Open Access Research article

Comparison of resource use by COPD patients on inhaled therapies with long-acting bronchodilators: a database study

Chris M Kozma1, Andrew L Paris2, Craig A Plauschinat3*, Terra Slaton4 and John I Mackowiak5

Author Affiliations

1 CK Consulting, 84 Tomahawk Trail, St. Helena Island, SC, 29920, USA

2 Vigilytics LLC, 559 Fox Hunt Drive, Victor, NY, 14564, USA

3 Health Economics & Outcomes Research, Novartis Pharmaceuticals Corporation, 59 Route 10, East Hanover, NJ, 07936, USA

4 308 Canaberry Drive, West Columbia, SC 29170, USA

5 Center for Outcomes Research, 3500 Woodmont Blvd, Nashville, TN, 37215, USA

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BMC Pulmonary Medicine 2011, 11:61  doi:10.1186/1471-2466-11-61

Published: 22 December 2011

Abstract

Background

The purpose of this analysis was to compare health care costs and utilization among COPD patients who had long-acting beta-2 agonist (LABA)

    OR
long-acting muscarinic antagonist (LAMA); LABA
    AND
LAMA; or LABA, LAMA,
    AND
inhaled corticosteroid (ICS) prescription claims.

Methods

This was a 12 month pre-post, retrospective analysis using COPD patients in a national administrative insurance database. Propensity score and exact matching were used to match patients 1:1:1 between the LABA or LAMA (formoterol, salmeterol, or tiotropium), LABA and LAMA (tiotropium/formoterol or tiotropium/salmeterol), and LABA, LAMA and ICS (bronchodilators plus steroid) groups. Post-period comparisons were evaluated with analysis of covariance. Costs were evaluated from a commercial payer perspective.

Results

A total of 523 patients were matched using 29 pre-period variables (e.g., demographics, medication exposure). Post-match assessments indicated balance among the cohorts. COPD-related costs differed among groups (LABA or LAMA $2,051 SE = 91; LABA and LAMA $2,823 SE = 62; LABA, LAMA and ICS $3,546 SE = 89; all p < .0001) with the differences driven by study medication costs. However, non-study COPD medication costs were higher for the LABA or LAMA therapy group ($911 SE = 91) compared to the LABA and LAMA therapy group ($668 SE = 58; p = 0.0238) and non-study respiratory medications were approximately $100 greater for the LABA or LAMA therapy group relative to both LABA and LAMA (p = .0018) and LABA, LAMA, and ICS (p = .0071) therapy groups. While there was no observed difference in outpatient costs, there was a slightly higher number of outpatient visits per patient in the LABA and LAMA (25.5 SE = 0.9, p = 0.0070) relative to the LABA or LAMA therapy group (22.3 SE = 0.8) and higher utilization (89.7% of patients) with COPD visits in the LABA and LAMA therapy group relative to both the LABA or LAMA (73.8%; p < .0001) and LABA, LAMA and ICS therapy groups (85.3; p = 0.0305).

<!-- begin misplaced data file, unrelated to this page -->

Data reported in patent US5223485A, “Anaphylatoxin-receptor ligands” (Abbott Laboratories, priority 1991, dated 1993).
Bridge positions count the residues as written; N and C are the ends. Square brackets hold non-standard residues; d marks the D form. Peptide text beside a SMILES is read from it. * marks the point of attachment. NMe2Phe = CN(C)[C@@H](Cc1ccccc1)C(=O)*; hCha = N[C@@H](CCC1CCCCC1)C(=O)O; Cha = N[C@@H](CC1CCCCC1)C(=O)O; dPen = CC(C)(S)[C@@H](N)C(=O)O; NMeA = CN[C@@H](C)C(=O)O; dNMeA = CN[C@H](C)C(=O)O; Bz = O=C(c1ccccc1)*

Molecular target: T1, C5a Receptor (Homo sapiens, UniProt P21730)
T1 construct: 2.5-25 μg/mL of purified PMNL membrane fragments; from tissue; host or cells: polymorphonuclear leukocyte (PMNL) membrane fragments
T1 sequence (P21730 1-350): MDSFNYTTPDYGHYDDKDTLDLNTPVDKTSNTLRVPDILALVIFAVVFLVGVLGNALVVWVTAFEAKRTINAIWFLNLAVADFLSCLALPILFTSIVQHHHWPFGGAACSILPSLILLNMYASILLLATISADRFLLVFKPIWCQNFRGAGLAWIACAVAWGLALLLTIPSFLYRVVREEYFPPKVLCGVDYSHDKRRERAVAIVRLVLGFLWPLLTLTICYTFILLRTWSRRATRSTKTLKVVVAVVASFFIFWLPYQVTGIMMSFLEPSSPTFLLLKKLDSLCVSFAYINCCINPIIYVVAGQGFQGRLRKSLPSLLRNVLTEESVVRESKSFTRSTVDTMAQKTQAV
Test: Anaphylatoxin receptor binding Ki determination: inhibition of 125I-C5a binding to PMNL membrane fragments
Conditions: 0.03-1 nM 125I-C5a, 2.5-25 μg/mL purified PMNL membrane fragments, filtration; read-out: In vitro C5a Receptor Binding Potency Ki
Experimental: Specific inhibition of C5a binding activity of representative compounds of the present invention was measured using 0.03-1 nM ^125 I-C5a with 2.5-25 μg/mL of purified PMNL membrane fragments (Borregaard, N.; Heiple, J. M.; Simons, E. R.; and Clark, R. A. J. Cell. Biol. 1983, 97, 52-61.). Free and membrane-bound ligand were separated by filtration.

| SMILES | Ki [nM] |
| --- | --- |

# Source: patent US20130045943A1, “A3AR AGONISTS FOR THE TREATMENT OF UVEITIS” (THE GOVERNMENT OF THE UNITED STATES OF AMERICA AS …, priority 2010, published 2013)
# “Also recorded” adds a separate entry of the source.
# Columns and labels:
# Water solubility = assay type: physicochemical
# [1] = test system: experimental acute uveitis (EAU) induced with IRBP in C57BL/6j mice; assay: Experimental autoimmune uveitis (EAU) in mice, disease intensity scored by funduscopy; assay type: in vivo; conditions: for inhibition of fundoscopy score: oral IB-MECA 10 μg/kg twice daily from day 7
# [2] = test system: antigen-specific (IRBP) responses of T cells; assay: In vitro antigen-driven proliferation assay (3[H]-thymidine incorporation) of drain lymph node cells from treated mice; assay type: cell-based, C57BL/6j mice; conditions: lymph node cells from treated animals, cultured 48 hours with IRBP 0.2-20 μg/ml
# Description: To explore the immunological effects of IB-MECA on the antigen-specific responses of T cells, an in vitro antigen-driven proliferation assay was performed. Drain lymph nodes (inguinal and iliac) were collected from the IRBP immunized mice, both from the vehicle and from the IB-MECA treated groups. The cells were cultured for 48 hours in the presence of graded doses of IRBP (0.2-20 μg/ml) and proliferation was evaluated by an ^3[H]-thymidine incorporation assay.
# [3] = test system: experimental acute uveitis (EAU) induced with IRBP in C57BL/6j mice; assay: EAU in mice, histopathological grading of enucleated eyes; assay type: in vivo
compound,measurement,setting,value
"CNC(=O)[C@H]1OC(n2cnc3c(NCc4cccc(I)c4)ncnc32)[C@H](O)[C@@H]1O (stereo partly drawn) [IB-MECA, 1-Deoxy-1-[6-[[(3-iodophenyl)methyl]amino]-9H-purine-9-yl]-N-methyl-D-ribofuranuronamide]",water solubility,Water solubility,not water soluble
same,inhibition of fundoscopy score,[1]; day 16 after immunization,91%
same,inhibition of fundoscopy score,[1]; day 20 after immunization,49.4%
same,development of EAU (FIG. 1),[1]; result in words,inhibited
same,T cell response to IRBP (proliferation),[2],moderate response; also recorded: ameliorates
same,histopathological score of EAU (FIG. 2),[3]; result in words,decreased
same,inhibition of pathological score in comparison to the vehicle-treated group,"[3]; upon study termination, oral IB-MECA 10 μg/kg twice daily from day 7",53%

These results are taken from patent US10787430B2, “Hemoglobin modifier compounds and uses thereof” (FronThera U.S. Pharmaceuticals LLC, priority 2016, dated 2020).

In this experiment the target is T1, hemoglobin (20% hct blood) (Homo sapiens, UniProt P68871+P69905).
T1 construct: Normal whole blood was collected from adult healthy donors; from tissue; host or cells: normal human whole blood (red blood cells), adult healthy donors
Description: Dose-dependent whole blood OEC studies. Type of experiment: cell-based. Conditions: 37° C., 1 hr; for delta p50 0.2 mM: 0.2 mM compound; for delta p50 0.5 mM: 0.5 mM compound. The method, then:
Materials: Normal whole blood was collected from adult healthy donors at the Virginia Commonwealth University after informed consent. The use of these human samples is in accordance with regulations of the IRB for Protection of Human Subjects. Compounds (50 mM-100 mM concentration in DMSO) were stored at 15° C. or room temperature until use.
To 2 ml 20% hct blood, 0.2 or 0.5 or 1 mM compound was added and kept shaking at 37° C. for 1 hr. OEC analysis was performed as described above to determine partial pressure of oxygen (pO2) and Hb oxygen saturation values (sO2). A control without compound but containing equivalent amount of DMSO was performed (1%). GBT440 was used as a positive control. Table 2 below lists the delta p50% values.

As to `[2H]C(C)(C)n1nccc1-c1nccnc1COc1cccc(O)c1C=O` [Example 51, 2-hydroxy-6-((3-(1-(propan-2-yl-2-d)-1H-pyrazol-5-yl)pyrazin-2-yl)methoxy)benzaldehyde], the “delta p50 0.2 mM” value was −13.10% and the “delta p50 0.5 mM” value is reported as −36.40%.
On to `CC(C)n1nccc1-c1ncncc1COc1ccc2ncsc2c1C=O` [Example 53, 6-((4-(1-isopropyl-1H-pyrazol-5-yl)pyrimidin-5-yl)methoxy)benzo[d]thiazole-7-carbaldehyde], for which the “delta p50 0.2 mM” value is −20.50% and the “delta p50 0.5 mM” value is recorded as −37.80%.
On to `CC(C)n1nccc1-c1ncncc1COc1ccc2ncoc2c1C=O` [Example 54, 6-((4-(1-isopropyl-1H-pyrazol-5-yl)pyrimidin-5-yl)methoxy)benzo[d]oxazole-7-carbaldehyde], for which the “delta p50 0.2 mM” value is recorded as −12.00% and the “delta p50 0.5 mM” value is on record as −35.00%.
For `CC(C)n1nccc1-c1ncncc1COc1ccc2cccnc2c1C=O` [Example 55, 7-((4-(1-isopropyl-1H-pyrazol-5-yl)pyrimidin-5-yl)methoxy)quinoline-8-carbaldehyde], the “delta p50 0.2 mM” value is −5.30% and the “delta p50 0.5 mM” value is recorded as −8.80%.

Conclusions

Significant cost differences driven mainly by pharmaceuticals were observed among LABA or LAMA, LABA and LAMA and LABA, LAMA and ICS therapies. A COPD-related cost offset was observed from single bronchodilator to two bronchodilators. Addition of an ICS with two bronchodilators resulted in higher treatment costs without reduction in other COPD-related costs compared with two bronchodilators.